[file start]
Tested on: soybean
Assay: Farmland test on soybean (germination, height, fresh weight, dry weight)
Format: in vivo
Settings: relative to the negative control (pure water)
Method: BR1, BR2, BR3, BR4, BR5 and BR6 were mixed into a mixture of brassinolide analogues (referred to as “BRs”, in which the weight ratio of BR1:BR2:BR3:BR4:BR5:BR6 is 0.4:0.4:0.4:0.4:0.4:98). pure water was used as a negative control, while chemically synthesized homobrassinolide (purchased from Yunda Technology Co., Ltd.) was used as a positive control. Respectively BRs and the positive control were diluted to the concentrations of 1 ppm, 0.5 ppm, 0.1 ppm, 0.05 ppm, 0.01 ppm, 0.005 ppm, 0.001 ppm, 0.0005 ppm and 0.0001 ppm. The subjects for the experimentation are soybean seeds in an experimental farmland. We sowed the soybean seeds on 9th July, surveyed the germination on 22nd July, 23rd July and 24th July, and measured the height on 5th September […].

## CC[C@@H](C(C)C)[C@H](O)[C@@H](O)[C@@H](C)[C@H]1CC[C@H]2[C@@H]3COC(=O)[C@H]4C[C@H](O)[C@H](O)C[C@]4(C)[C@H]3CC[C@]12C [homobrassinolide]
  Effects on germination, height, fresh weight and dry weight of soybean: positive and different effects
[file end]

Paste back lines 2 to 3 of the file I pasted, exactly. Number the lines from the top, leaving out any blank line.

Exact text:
Assay: Farmland test on soybean (germination, height, fresh weight, dry weight)
Format: in vivo